The D. officinale flower is popular in China due to its anti-aging properties and beneficial effects on yin deficiency syndromes. However, scientific data to confirm the pharmacological effects listed above is limited in the literature. Therefore, the purpose of this study was to tentatively conduct more systematic experiments on the aqueous extracts of D. officinale, including its biological effects on skin aging, such as antioxidant capacity (through 2,2-diphenyl-1-picrylhydrazyl (DPPH), 2,2′-azino-bis(3-ethylbenzothiazoline-6-sulfonic acid)(ABTS), the ferric reducing ability of plasma (FRAP)), anti-inflammatory effect (through COX-2), anti-glycation potency (through inhibition of non-enzymatic glycation reaction and inhibition of CML expression in fibroblasts), and anti-aging evaluation (through the SA-β-gal staining test and collagen expression). The phytochemical composition of D. officinale was also analysed using ultra-performance liquid chromatography-electrospray ionisation-quadrupole-time-of-flight-mass spectrometry (UPLC-ESI-QTOF-MS/MS). Antioxidants in D. officinale flower aqueous extract were identified using the online ultra-performance liquid chromatography-photodiode array detection-mass spectrometry-2,2′-azino-bis(3-ethylbenzothiazoline-6-sulfonic acid (UPLC-PDA-MS-ABTS+·) method and the biological capacities of specific isolated constituents were explored (through DPPH, ABTS, FRAP, anti-COX-2, and AGE inhibitory activities). Previous research has shown that D. officinale flowers can alleviate brain aging and improve spatial learning abilities in senescent rats (17). However, previous literature contains few reports on the anti-glycation effect of D. officinale flower aqueous extract. Online antioxidant investigation of D. officinale flower aqueous extract and various biological activities of its identified compounds that are described in the work have not been reported previously.

2 Materials and methods

2.1 Plant material, solvents, and chemicals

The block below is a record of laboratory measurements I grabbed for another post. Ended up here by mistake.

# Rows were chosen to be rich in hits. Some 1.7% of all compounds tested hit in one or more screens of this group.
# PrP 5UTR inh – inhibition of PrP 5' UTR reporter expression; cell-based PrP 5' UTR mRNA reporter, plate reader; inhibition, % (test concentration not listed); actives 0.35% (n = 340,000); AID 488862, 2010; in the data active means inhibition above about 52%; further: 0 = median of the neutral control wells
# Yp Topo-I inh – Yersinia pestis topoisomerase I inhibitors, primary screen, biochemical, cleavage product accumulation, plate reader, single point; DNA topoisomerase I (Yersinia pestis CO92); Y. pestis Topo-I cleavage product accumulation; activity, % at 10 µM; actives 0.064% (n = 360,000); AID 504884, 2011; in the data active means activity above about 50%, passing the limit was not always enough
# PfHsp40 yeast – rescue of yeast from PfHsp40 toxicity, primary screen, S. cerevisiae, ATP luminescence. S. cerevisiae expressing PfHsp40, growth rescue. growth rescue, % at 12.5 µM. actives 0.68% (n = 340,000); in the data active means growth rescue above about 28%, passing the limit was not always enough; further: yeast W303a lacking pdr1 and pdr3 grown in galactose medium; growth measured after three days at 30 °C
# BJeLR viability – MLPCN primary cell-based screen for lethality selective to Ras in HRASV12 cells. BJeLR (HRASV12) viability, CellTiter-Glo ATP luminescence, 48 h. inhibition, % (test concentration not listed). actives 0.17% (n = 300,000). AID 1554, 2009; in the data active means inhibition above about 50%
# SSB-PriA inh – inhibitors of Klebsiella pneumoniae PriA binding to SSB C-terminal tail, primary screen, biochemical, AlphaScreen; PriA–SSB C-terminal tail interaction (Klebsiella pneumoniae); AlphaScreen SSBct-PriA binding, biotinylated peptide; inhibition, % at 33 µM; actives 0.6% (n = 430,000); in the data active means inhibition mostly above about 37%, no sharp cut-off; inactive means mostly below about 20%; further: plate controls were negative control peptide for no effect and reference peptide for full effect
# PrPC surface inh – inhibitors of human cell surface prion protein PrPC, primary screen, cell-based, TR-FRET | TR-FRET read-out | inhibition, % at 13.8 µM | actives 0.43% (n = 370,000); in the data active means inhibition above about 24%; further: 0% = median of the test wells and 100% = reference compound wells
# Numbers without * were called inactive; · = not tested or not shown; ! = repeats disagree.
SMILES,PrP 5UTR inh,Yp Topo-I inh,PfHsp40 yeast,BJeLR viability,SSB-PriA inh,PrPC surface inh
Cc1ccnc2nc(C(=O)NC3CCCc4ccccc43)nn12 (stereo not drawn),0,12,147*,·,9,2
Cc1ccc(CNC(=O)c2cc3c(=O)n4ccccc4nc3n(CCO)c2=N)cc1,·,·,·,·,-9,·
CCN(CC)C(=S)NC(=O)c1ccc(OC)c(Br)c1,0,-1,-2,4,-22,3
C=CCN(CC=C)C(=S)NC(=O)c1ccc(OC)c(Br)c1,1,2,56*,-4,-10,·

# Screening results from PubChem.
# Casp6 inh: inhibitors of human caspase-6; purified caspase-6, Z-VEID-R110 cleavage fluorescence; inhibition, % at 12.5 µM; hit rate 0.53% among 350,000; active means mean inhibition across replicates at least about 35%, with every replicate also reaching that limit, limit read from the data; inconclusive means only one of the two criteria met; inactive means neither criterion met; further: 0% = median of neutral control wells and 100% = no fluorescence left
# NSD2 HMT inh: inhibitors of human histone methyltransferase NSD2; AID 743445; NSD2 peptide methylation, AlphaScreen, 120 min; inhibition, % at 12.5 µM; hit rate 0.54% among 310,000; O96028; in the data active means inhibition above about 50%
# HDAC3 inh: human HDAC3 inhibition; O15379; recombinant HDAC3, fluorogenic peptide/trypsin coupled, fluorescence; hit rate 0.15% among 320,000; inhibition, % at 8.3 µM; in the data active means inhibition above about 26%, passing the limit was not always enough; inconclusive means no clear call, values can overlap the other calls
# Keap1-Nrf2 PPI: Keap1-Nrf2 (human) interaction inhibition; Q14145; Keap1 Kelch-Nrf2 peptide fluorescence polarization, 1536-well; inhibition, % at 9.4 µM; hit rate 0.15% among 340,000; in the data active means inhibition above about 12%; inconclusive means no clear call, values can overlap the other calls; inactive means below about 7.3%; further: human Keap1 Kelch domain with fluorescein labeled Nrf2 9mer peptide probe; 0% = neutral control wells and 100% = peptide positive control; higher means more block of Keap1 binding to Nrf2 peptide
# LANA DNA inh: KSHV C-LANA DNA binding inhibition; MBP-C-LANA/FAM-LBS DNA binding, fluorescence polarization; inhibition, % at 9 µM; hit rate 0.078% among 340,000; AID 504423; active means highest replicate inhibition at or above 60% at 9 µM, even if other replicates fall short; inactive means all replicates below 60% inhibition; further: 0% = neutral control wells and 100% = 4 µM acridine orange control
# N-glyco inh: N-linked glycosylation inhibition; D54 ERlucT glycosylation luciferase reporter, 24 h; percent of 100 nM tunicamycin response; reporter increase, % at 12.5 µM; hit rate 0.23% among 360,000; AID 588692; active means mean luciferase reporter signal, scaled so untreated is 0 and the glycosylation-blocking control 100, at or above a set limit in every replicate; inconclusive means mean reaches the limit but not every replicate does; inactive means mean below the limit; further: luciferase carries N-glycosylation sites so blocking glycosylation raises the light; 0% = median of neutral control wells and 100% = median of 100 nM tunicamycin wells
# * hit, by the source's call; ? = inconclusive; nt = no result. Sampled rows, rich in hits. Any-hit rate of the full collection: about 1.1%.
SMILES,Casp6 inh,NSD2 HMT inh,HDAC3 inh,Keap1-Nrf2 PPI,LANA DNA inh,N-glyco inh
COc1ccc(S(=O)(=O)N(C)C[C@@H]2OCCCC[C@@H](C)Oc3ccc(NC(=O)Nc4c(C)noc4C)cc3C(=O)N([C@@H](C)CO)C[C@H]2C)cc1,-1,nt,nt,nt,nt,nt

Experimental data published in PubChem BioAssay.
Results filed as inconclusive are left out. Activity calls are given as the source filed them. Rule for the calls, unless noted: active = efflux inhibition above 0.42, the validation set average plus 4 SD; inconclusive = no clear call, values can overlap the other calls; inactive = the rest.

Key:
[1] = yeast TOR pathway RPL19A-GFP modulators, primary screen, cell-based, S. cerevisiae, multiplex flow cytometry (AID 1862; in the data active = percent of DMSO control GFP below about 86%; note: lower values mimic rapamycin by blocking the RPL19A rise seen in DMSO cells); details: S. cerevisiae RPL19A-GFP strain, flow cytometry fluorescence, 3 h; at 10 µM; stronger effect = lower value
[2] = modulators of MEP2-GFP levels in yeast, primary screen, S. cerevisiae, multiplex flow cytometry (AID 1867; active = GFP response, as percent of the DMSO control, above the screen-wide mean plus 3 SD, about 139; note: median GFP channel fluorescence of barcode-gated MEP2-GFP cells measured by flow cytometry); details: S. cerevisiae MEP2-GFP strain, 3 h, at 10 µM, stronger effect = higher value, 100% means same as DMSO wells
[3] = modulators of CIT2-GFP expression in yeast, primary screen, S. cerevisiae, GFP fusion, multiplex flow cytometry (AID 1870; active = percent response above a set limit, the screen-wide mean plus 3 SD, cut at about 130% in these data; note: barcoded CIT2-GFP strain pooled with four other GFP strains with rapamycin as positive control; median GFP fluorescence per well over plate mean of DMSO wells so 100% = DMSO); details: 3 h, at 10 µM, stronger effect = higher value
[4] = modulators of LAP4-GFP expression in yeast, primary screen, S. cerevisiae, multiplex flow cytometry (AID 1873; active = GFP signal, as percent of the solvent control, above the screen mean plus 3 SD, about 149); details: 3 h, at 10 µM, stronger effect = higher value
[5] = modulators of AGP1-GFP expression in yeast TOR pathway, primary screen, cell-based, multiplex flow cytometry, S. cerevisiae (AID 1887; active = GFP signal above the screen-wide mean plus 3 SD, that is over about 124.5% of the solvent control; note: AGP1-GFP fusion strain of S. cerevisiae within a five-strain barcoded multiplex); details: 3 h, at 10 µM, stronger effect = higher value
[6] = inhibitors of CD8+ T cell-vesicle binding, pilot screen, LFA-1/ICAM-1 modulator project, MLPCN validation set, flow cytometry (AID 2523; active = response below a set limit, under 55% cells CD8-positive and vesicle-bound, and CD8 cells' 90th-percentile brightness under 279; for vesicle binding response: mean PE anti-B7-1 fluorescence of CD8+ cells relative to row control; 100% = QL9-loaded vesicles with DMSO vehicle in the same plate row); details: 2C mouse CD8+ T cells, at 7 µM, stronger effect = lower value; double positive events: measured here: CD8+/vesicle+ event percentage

The flowers of D. officinale were purchased by Amway (Shanghai) Technology Co. and authenticated as D. officinale Kimura et Migo flowers by doctor Gangqiang Dong, Amway (China) Botanical Research Centre. Analytical-grade methanol was purchased from Honeywell Co. (Charlotte, USA). Acetic acid and liquid LS-MS-HPLC-grade acetonitrile was purchased from Merck (Darmstadt, Germany). Bovine serum albumin (BSA) lyophilised powder, ABTS (98%), DPPH· (98%), 6-hydroxyl-2,5,7,8-tetra-methylchroman-2-carboxylic acid (Trolox), tyrosinase, ascorbic acid, NS-398 (COX-2 inhibitor, CAS: 123653-11-2), and dimethyl sulfoxide (DMSO) were purchased from Sigma-Aldrich (Darmstadt, Germany). High-glucose Dulbecco’s modified Eagle’s medium (DMEM), fetal bovine serum (FBS), penicillin–streptomycin stock solution (PS, 10,000 U/ml), phosphate-buffered saline (PBS), and pancreatin solution were purchased from Gibco (Carlsbad, CA, USA). The reference standards vicenin-2, luteolin 6-C-β-d-xyloside-8-C-β-d-glucoside, vicenin-1, luteolin-6-C-β-d-glucoside-8-C-β-d-xyloside, quercetin-3-O-sophoroside, schaftoside, luteolin-6-C-β-d-glucopyranoside, vicenin-3, apigenin-6-C-β-d-glucoside-8-C-α-arabinoside, rutin, isoquercitrin, apigenin-6-C-α-L-arabinoside-8-C-β-d-xyloside, quercetin 3-O-(6″-O-malonyl)-β-d-glucoside, kaempferol-3-O-rutinoside, astragaline, and isorhamnetin-3-O-glucoside were purchased from Nature Standard Biotech Co. (Shanghai, China). Aminoguanidine hydrochloride (AG) and glucose were purchased from Aladdin (Shanghai, China), and methylglyoxal (MGO) was purchased from Adamas (Delaware, USA). The Cell Counting Kit-8 (CCK-8), FRAP kit, and SA-β-gal staining kit were purchased from Beyotime Biotechnology Co. (Shanghai, China). Alexa Fluor®488 Donkey anti-mouse IgG was purchased from Thermo Fisher (Waltham, Massachusetts, USA). Carboxymethyl lysine antibody, Alexa Fluor® 488 donkey anti-mouse IgG, Alexa Fluor® 488 donkey anti-rabbit IgG, Alexa Fluor® 568 goat anti-rabbit IgG, type I collagen primary antibody, type III collagen primary antibody, and mounting medium with 4′,6-diamidino-2-phenylindole (DAPI) were purchased from Abcam (Cambridge, UK). The types I and III collagen enzyme-linked immunosorbent assay (ELISA) kits were purchased from BIO-SWAMP Co. (Wuhan, China). The human dermal fibroblasts (HDFs) were purchased from Archgene Biotechnology Co. (Shanghai, China). Zebrafish were purchased from Hunter Biotechnology Co. (Hangzhou, China). All other chemicals were purchased from Titan Co. (Shanghai, China). Water was purified using a Milli-Q purification system (Barnstead, USA).